Enter Geoffrey, Tiny Mile's delivery robot. If you live in Toronto, you might have seen this small, pink robot scooting around the city streets. Not only is Geoffrey a harbinger of the future, he's also doing amazing things for the restaurant industry by saving them money and keeping people safer throughout the pandemic. He's not only super cute, he's also a real example of the future of robotics. Unfortunately, he can't talk yet. So instead, I'm chatting with Omar Elawi, the Account Manager of Partnerships at Tiny Mile Robotics, the company that makes Geoffrey. Omar, Geoffrey, welcome to Innovation Heroes.

 

Omar 

First, thanks for having me.

 

Peter 

So, I want to start with a question that I've been thinking about for a while, and I just got to ask: what's your greatest delivery ever that you've done so far with this project?

 

Omar 

So, I'd say the greatest delivery ever is actually something that happened very recently. So, we had this set of parents reach out to us asking if we can set up, like, a little delivery for their 4-year-old son. Apparently, you know, the kid had seen Geoffrey out on the streets, and he was just obsessed with the robot. He was just absolutely in love with the robot, and they asked if we can kind of set up a mock delivery where Geoffrey delivers some food as a birthday gift. So, we set that up, we decided to buy Geoffrey a little birthday hat just to-- [chuckles] And, yeah, it ended up going really, really well. The kid absolutely loved it. The parents kind of sent us an email afterwards saying that it made his whole day.

 

Peter 

I love that story. That's wonderful.

 

Omar 

[laughs] Yeah!

 

Peter 

All right, so into the real questions now, now that I got my question out of the way. For our listeners, do me a favor if you can, tell us a little bit about the company, what you do at Tiny Mile, and where this all came from?

 

Omar 

Sure, so basically our CEO, Ignacio, used to work-- him and co-founder Gellert used to work at this Uber ATG. So, the team that used to work on autonomous vehicles, basically, they worked on that team for a couple years. And they kind of sensed that autonomy is really, you know, it's a long ways away. So, they kind of decided to branch out, open their own company, and kind of start a little autonomous robot delivery service. And yeah, essentially what we do is focus on partnering with restaurants and doing food delivery. We mainly do it through Uber Eats, so we kind of become that restaurant’s Uber Eats courier for short distance deliveries. And you get the order, the robot shows up, you put the food in, and Geoffrey just goes and delivers that delivery.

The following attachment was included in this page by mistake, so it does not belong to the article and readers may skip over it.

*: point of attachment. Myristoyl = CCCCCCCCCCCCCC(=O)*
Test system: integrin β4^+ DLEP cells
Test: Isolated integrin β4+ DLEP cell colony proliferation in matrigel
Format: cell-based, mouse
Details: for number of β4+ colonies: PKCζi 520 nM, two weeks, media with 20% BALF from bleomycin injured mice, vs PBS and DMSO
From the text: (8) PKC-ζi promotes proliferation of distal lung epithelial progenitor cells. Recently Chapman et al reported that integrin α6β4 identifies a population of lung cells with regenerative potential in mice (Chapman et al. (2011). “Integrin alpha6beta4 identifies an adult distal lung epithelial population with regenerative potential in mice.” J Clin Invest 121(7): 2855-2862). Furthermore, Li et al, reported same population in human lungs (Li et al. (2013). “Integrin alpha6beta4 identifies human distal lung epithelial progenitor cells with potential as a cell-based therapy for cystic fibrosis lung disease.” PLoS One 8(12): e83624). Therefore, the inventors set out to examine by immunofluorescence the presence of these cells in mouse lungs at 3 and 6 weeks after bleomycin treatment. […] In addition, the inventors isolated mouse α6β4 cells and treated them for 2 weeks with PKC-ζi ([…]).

Peter 

So, I'm curious, you know, we've been talking a lot about the effect the pandemic has had on people, and businesses, and societies this season. Do you think Geoffrey would be here if it wasn't for COVID-19?

 

Omar 

I mean, I would say yes, only because technically the company did start before COVID. But then, you know, the demand for Geoffrey, and for contactless delivery, and just delivery in general, obviously, increased dramatically. So, I would say it helped our case, but I wouldn't say it was, like, a make-or-break where if it weren't for the pandemic, then Geoffrey wouldn't have existed.

 

Peter 

Make sense. So that you mentioned this before, right? The deliveries, that the restaurant partners with you similar to how they partner with other delivery services, Geoffrey shows up, food goes in, and it delivers. Tell me a little bit more about the customer experience themselves, and why your customers would want to team up with Geoffrey for their deliveries?